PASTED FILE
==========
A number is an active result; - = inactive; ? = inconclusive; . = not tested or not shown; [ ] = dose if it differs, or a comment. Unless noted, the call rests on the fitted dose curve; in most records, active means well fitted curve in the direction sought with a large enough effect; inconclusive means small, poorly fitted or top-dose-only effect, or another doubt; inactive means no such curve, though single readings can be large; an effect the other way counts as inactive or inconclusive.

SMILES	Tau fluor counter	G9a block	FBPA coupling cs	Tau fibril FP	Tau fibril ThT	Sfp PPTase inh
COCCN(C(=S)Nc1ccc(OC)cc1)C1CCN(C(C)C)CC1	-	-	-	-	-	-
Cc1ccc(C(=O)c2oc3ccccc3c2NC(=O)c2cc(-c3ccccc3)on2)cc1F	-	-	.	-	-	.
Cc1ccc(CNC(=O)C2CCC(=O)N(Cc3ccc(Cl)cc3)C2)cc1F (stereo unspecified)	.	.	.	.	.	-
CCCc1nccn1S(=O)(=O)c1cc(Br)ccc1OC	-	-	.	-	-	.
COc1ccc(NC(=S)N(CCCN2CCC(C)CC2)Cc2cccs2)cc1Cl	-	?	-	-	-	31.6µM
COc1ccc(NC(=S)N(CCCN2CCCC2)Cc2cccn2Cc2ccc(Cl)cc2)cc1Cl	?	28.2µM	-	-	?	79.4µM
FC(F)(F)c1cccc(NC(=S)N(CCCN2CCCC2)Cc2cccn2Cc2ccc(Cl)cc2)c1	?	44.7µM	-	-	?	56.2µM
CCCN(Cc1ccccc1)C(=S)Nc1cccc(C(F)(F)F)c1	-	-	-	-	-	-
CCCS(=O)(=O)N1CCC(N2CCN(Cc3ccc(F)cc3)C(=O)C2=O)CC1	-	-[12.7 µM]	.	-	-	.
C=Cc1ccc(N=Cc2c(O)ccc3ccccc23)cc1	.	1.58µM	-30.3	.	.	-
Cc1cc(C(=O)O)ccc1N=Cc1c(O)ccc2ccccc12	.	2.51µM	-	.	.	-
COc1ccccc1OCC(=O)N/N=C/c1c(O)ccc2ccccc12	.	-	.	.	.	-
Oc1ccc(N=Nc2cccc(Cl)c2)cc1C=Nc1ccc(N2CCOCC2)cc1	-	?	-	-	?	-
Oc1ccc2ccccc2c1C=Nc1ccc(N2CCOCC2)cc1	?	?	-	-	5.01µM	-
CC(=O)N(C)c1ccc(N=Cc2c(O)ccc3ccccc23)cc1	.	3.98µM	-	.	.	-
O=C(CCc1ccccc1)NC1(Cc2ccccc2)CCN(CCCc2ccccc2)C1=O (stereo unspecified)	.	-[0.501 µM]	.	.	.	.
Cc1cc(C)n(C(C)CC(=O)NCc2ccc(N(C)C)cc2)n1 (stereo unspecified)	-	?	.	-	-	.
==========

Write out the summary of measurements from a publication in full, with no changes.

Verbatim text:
A number is an active result; - = inactive; ? = inconclusive; . = not tested or not shown; [ ] = dose if it differs, or a comment. Unless noted, the call rests on the fitted dose curve; in most records, active means well fitted curve in the direction sought with a large enough effect; inconclusive means small, poorly fitted or top-dose-only effect, or another doubt; inactive means no such curve, though single readings can be large; an effect the other way counts as inactive or inconclusive.

SMILES	Tau fluor counter	G9a block	FBPA coupling cs	Tau fibril FP	Tau fibril ThT	Sfp PPTase inh
COCCN(C(=S)Nc1ccc(OC)cc1)C1CCN(C(C)C)CC1	-	-	-	-	-	-
Cc1ccc(C(=O)c2oc3ccccc3c2NC(=O)c2cc(-c3ccccc3)on2)cc1F	-	-	.	-	-	.
Cc1ccc(CNC(=O)C2CCC(=O)N(Cc3ccc(Cl)cc3)C2)cc1F (stereo unspecified)	.	.	.	.	.	-
CCCc1nccn1S(=O)(=O)c1cc(Br)ccc1OC	-	-	.	-	-	.
COc1ccc(NC(=S)N(CCCN2CCC(C)CC2)Cc2cccs2)cc1Cl	-	?	-	-	-	31.6µM
COc1ccc(NC(=S)N(CCCN2CCCC2)Cc2cccn2Cc2ccc(Cl)cc2)cc1Cl	?	28.2µM	-	-	?	79.4µM
FC(F)(F)c1cccc(NC(=S)N(CCCN2CCCC2)Cc2cccn2Cc2ccc(Cl)cc2)c1	?	44.7µM	-	-	?	56.2µM
CCCN(Cc1ccccc1)C(=S)Nc1cccc(C(F)(F)F)c1	-	-	-	-	-	-
CCCS(=O)(=O)N1CCC(N2CCN(Cc3ccc(F)cc3)C(=O)C2=O)CC1	-	-[12.7 µM]	.	-	-	.
C=Cc1ccc(N=Cc2c(O)ccc3ccccc23)cc1	.	1.58µM	-30.3	.	.	-
Cc1cc(C(=O)O)ccc1N=Cc1c(O)ccc2ccccc12	.	2.51µM	-	.	.	-
COc1ccccc1OCC(=O)N/N=C/c1c(O)ccc2ccccc12	.	-	.	.	.	-
Oc1ccc(N=Nc2cccc(Cl)c2)cc1C=Nc1ccc(N2CCOCC2)cc1	-	?	-	-	?	-
Oc1ccc2ccccc2c1C=Nc1ccc(N2CCOCC2)cc1	?	?	-	-	5.01µM	-
CC(=O)N(C)c1ccc(N=Cc2c(O)ccc3ccccc23)cc1	.	3.98µM	-	.	.	-
O=C(CCc1ccccc1)NC1(Cc2ccccc2)CCN(CCCc2ccccc2)C1=O (stereo unspecified)	.	-[0.501 µM]	.	.	.	.
Cc1cc(C)n(C(C)CC(=O)NCc2ccc(N(C)C)cc2)n1 (stereo unspecified)	-	?	.	-	-	.